Observations – Canyon Road
Obvious signs of instability:
- Cloudy skies with a very light, mist-like drizzle for a brief period
- Calm wind with some light gusts at ridge line
- Alpine temps in the 20s
- The good: fully supportable windboard with a couple cm’s of fresh snow with no wind affect (getting capped by a thin drizzle/mist crust)
- The bad: breakable wind crust in places around tree line (mainly through the alders on the approach/exit)
Snow snobs stay at home! But for those of us with a more unconditional love of snow, if you can dig the hardpack, lovin’ can be found. However, expect a more contentious love in the Eagle River area. Suffice to say, the widespread alpine wind slab at the surface seems more breakable to the north. Not only does this mean worse skiing, but more suspect stability as well. The more intense winds that affected the southern Front Range actually improved the skiing (fully supportable wind slab) and seem to have improved stability as well (stronger wind slab takes more of a load to penetrate and affect weak layers below). See the Arctic Valley observations from 1/8/14 for a better idea of what’s going on in the northern advisory area.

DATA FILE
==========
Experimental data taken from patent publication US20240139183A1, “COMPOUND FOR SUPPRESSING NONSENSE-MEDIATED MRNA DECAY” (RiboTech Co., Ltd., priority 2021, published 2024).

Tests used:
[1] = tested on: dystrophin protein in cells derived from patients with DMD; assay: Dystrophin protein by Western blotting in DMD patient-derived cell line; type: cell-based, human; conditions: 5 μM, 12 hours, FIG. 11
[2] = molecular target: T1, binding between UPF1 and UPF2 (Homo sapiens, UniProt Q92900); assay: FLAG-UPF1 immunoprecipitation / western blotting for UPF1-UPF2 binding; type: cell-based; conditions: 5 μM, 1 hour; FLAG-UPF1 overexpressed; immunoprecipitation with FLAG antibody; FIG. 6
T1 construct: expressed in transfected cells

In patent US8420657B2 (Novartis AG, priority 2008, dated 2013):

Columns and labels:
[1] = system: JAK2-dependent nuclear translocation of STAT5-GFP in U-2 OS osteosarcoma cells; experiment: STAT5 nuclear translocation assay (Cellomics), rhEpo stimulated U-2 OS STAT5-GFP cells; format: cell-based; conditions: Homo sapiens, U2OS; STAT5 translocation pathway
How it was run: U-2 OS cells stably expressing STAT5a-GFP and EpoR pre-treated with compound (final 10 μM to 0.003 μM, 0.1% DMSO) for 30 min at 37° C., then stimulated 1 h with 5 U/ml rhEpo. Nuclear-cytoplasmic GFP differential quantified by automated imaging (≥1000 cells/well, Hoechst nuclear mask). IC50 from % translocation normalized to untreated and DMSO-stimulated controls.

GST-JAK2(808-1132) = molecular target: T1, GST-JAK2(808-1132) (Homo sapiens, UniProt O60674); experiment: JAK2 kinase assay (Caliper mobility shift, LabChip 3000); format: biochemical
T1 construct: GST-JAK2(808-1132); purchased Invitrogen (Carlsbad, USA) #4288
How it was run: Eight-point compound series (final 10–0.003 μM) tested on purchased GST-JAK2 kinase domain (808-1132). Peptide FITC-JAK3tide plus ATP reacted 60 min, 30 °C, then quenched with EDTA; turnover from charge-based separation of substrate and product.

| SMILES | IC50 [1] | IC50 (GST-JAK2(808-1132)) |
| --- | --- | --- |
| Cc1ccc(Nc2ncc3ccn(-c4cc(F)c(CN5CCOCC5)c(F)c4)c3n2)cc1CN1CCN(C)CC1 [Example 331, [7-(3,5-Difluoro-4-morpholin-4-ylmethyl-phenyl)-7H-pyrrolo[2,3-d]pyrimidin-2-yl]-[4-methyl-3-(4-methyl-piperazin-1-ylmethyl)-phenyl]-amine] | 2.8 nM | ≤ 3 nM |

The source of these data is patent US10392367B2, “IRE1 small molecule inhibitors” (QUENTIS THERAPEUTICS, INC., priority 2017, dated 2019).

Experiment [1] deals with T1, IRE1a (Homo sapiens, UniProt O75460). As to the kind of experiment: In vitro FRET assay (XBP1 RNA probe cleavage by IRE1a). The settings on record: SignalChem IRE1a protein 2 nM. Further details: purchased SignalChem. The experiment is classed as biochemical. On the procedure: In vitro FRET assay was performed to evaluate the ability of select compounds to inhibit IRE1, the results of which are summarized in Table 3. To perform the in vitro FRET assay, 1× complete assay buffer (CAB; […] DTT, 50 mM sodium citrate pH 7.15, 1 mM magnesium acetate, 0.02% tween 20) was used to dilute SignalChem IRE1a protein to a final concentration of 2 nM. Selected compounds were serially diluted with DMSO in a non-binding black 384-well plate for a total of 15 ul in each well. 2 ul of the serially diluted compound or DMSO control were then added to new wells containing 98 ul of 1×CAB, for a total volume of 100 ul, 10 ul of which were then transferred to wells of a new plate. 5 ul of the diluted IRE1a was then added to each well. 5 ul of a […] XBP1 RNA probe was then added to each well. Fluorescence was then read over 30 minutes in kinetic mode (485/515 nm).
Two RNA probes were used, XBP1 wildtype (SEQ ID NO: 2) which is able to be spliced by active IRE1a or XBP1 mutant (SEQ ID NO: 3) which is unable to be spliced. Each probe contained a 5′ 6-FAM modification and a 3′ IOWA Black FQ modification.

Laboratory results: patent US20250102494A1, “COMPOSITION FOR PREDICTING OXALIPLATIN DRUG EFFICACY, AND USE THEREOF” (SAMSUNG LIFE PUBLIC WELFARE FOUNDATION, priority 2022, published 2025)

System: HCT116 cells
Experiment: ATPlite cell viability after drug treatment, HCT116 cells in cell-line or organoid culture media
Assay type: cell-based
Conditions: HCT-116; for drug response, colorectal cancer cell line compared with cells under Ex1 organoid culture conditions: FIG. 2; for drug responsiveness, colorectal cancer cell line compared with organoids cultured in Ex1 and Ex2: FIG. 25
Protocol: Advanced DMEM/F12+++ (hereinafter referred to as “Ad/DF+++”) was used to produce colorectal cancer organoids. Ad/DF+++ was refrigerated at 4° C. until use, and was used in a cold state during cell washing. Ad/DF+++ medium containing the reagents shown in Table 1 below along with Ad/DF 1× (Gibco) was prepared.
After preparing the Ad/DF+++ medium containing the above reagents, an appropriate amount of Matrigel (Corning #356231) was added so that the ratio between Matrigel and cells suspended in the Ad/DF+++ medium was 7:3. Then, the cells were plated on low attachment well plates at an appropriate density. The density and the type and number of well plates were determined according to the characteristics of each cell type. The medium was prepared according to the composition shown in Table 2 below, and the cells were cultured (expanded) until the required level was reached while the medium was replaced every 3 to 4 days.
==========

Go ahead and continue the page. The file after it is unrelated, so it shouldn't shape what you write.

Nonetheless, from the Front Range to Eagle River area the snowpack still harbors persistent weak layers with the potential to fail and propagate.
Snowpack profiled and assessed between the saddle and top of Peak 4 on Thursday (dogs couldn’t resist walking above the pit today):
Looking down from the pit (unfortunately, below the upper bowl the snow funnels into a thin band of coverage in the gully that is a bit sastrugied):
Peak 4 in all its early season glory (much better than this time last year):